Here we are at the end of something, or the beginning of something, or whatever. Time continues to be worth less and less each year, and I wonder why we haven’t caught on—we, the non-elite, the under-rich, the eternally pre-wealthy. It’s hard to pay attention to economic trends when you have to hustle to get that student loan check in on time so the CEO of Wells Fargo can tack on another million to his annual salary while keeping his workers’ pay stagnant. “Our number one goal when we get up in the morning is not about making money,” says the man whose other hits include “I never set out to be CEO” and “Diversity implicitness is a journey from the heart to the mind.” Huh?
What else? Wells Fargo engenders “a monumentally larger version of the critical scenes in It’s a Wonderful Life,” according to a recent Forbesian paean. They give away billions to desperate homeowners out of the kindess of their enormous, moneyed heart—it’s probably too kind, I mean really, they need to scale that back or they won’t have any money left to give! Never mind that “the extremely poor quality of Wells Fargo’s loans was a function of management’s nearly singular focus on increasing…the bank’s profits” to the extent that the United States was forced to sue for the loss of hundreds of millions of dollars over eight years from 2002 to 2010, when Wells Fargo ransacked the poorest borrowers and then lied to the government about it.
And do you think the corruption started in 2002 and ended in 2010? Los Angeles doesn’t: in May, the city filed a similar suit for “unfair, unlawful, and fraudulent conduct” against those carefree waggoners from The Music Man. Sales reps under high pressure to meet strict quotas were opening accounts and incurring fees without customers’ approval or knowledge. “Some employees went so far as to raid client accounts for money,” meaning that they stole directly from bank accounts, like you would go to pull some cash out of the ATM and wonder where that extra hundred dollars went. You know what that’s called? Bank robbery, which is a federal crime. Let’s say they stole more than $1,000, which seems likely. That merits up to 10 years in prison. But that’s not all:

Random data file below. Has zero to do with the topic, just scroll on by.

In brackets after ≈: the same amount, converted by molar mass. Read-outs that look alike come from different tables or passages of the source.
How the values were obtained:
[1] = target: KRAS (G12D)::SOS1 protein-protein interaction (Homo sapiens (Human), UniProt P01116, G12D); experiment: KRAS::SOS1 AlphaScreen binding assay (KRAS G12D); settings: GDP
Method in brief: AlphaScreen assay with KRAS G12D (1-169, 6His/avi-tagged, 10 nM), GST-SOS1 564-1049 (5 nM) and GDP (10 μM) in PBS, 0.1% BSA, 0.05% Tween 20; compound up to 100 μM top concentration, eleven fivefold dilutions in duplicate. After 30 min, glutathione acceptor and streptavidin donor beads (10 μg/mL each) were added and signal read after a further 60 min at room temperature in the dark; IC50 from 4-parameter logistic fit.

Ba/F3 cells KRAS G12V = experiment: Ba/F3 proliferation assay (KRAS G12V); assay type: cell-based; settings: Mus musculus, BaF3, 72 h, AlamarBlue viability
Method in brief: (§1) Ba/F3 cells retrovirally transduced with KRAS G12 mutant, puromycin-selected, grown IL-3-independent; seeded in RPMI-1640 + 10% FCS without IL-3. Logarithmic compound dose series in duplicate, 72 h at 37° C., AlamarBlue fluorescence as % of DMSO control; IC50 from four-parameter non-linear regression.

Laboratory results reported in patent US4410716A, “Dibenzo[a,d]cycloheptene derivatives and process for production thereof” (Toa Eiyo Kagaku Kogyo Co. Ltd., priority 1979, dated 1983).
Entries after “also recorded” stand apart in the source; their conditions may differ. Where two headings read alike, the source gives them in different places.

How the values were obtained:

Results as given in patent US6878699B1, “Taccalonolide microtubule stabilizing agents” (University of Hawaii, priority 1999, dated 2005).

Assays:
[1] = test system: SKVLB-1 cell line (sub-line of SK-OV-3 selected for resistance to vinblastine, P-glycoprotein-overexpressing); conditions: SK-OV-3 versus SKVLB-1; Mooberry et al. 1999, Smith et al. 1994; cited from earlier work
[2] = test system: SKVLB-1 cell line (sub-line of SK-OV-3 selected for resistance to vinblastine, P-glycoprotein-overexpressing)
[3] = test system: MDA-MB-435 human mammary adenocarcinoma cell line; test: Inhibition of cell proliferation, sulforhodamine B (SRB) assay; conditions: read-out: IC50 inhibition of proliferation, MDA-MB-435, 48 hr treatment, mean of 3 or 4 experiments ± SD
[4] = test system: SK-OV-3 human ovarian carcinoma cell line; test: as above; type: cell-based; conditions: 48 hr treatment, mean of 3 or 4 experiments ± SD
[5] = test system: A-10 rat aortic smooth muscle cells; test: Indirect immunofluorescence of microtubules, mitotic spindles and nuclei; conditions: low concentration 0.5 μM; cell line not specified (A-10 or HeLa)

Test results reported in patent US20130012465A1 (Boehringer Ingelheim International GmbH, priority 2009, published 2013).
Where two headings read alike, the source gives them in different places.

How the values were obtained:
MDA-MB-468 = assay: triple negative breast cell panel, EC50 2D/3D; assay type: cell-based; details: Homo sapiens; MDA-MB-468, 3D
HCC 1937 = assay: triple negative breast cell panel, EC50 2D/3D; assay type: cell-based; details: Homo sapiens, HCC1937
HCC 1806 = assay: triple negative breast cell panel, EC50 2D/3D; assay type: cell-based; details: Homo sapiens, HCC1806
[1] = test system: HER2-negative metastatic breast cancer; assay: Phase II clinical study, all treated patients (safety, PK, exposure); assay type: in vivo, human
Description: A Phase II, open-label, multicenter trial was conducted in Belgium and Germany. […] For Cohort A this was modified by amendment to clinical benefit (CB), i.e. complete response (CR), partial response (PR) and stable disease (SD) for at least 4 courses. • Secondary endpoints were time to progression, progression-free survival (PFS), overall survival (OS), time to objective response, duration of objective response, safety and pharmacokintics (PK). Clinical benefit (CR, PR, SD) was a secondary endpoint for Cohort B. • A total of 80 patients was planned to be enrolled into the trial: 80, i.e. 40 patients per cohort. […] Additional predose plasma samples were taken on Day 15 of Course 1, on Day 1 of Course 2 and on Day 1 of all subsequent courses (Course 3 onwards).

“Furthermore, anyone who enters or attempts to enter any building used in whole or in part as a bank, credit union, or savings and loan association with the intent to commit any felony affecting such financial institution or any larceny is subject to a fine, twenty years imprisonment or both.”
I’m guessing before they decided to steal from a bank, they entered the bank where they worked with the intent to steal from it. That means—depending on whether a particular judge was feeling concurrent or consecutive on a given day—they could have gotten up to 30 years in prison.
What happened to these larcenists who worked for Wells Fargo? The bank “appropriately disciplined or fired” them. That’s all the detail we got.
I didn’t even want to talk about Wells Fargo. It was just supposed to be an introductory link to the real article. But I kept finding so much garbage without even looking that I had to get as much out as I could. Don’t even get me started on what DuPont and Dow are doing, announcing the firing of 1,700 employees through the media because they are legally required to notify the state of planned job cuts before the end of the year—but apparently there’s no legal requirement to inform the people whose jobs are being cut. That makes sense. Hooray for 2015.